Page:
Cool Tricks: As you’re overhauling your visualizations, these three edits are guaranteed to give you the biggest bang for your buck.
Remove unnecessary ink.
I immediately begin deleting or lightening everything without a purpose: the border, the grid lines, and the tick marks. Visualization guru Edward Tufte calls this strategy the data:ink ratio; we’re intentionally removing any ink that isn’t directly related to the data itself. These edits ensure our viewers will focus attention where we need it: on the actual patterns, not on the software program’s outdated and clunky lines.
Customize your color palette.
Next, I swap my software program’s random color scheme for a customized palette.
- As a consultant, I’m typically following my client’s branding. I scroll through the organization’s website, look at their logo, and skim publicly-available reports that were created with the aid of a graphic designer.
- In my former role as an internal evaluator, I would match my chart colors to my organization’s own logo and branding.
- When I create graphs through my role with AEA’s Data Visualization and Reporting Topical Interest Group, I match AEA’s exact shade of burgundy—RGB code 149:8:4—rather than sloppily choosing any old shade of red.
Editing color codes is simple. Newer versions of Excel on both PCs and Macs have built-in eyedropper tools. If you’re using an older version of Excel, follow the Uganda Evaluation Capacity Development Project’s step-by-step instructions for using a free tool called Instant Eyedropper.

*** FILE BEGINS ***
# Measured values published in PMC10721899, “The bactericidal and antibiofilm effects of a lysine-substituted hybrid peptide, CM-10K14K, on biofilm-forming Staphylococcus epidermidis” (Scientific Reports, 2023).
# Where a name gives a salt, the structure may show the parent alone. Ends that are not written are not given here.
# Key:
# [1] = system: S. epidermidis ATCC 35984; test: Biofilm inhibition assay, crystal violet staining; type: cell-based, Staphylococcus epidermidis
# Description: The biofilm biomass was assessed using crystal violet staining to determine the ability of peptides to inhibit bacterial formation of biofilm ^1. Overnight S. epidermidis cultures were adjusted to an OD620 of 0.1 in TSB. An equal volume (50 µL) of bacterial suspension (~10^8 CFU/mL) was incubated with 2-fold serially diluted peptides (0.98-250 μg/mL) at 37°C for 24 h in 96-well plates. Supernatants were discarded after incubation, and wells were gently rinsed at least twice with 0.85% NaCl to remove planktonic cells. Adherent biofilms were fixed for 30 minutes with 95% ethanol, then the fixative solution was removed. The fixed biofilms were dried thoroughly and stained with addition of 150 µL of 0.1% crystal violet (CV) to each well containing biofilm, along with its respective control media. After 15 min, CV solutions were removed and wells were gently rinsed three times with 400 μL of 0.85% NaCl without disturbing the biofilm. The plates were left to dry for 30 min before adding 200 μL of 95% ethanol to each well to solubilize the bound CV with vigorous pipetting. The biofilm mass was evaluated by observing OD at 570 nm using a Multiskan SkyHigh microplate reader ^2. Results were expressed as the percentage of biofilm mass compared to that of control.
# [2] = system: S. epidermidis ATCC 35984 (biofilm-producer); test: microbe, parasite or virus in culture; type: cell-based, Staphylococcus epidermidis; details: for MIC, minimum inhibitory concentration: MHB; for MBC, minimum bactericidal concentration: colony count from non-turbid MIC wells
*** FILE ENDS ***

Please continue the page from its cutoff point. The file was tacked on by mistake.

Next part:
Write a descriptive title and subtitle.
Today’s viewers want and deserve brevity, everyday language, and text that describes something about the actual finding—so that even the quickest report-skimmers will walk away having digested and retained the report’s contents. Bonus points: Select an important word or two from the title and make that word stand out (“chocolate” is in bold text and matches the graph’s dark brown color scheme). Then, add a one- or two-sentence subtitle (“Cookie dough was second most popular flavor”).
Rad Resource: Want to master these skills and more? I’m leading a pre-conference workshop at the Eastern Evaluation Research Society’s conference in April 2015. Bring your laptop so we can build these charts and more from scratch. See you there!
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